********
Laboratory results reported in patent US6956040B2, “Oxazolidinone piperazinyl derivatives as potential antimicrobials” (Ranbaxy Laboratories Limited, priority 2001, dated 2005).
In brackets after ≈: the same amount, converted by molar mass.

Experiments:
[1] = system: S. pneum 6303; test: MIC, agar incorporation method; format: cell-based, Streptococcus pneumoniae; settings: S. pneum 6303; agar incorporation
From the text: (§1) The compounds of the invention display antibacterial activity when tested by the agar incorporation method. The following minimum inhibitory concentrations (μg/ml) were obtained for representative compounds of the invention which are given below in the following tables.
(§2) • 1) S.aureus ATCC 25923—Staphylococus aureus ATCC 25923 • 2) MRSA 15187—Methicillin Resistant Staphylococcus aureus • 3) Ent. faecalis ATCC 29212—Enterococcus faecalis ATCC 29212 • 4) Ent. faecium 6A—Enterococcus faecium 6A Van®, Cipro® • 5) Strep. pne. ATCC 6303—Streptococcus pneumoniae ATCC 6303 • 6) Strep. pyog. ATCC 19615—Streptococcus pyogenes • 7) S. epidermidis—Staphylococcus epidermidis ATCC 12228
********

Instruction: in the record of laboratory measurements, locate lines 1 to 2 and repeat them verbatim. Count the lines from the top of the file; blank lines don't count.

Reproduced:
Laboratory results reported in patent US6956040B2, “Oxazolidinone piperazinyl derivatives as potential antimicrobials” (Ranbaxy Laboratories Limited, priority 2001, dated 2005).
In brackets after ≈: the same amount, converted by molar mass.